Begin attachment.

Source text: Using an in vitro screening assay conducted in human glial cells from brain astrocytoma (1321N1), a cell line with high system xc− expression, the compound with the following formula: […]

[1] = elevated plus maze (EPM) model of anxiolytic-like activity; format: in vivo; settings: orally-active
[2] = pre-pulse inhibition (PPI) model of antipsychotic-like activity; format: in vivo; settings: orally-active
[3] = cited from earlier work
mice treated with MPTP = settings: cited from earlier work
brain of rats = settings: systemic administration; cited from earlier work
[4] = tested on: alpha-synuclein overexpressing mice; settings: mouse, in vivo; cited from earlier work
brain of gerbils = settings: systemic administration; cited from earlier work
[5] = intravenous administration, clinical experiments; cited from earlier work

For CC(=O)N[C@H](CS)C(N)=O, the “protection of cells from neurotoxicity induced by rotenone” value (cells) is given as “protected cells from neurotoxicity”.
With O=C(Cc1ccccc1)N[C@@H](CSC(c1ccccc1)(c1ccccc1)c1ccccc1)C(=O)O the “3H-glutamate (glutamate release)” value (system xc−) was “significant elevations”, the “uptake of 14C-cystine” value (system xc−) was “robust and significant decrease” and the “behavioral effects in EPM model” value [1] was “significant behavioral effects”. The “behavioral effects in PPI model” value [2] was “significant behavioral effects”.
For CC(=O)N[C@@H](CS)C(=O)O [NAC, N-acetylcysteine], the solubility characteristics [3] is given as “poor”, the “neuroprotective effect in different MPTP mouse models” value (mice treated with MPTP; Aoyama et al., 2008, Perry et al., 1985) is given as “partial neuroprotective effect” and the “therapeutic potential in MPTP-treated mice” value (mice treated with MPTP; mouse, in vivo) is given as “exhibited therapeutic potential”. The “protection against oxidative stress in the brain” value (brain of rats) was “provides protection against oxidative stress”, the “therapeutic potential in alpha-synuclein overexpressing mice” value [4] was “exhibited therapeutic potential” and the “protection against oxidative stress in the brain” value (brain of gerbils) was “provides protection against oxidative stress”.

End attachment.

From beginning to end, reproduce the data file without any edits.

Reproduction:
Source text: Using an in vitro screening assay conducted in human glial cells from brain astrocytoma (1321N1), a cell line with high system xc− expression, the compound with the following formula: […]

[1] = elevated plus maze (EPM) model of anxiolytic-like activity; format: in vivo; settings: orally-active
[2] = pre-pulse inhibition (PPI) model of antipsychotic-like activity; format: in vivo; settings: orally-active
[3] = cited from earlier work
mice treated with MPTP = settings: cited from earlier work
brain of rats = settings: systemic administration; cited from earlier work
[4] = tested on: alpha-synuclein overexpressing mice; settings: mouse, in vivo; cited from earlier work
brain of gerbils = settings: systemic administration; cited from earlier work
[5] = intravenous administration, clinical experiments; cited from earlier work

For CC(=O)N[C@H](CS)C(N)=O, the “protection of cells from neurotoxicity induced by rotenone” value (cells) is given as “protected cells from neurotoxicity”.
With O=C(Cc1ccccc1)N[C@@H](CSC(c1ccccc1)(c1ccccc1)c1ccccc1)C(=O)O the “3H-glutamate (glutamate release)” value (system xc−) was “significant elevations”, the “uptake of 14C-cystine” value (system xc−) was “robust and significant decrease” and the “behavioral effects in EPM model” value [1] was “significant behavioral effects”. The “behavioral effects in PPI model” value [2] was “significant behavioral effects”.
For CC(=O)N[C@@H](CS)C(=O)O [NAC, N-acetylcysteine], the solubility characteristics [3] is given as “poor”, the “neuroprotective effect in different MPTP mouse models” value (mice treated with MPTP; Aoyama et al., 2008, Perry et al., 1985) is given as “partial neuroprotective effect” and the “therapeutic potential in MPTP-treated mice” value (mice treated with MPTP; mouse, in vivo) is given as “exhibited therapeutic potential”. The “protection against oxidative stress in the brain” value (brain of rats) was “provides protection against oxidative stress”, the “therapeutic potential in alpha-synuclein overexpressing mice” value [4] was “exhibited therapeutic potential” and the “protection against oxidative stress in the brain” value (brain of gerbils) was “provides protection against oxidative stress”.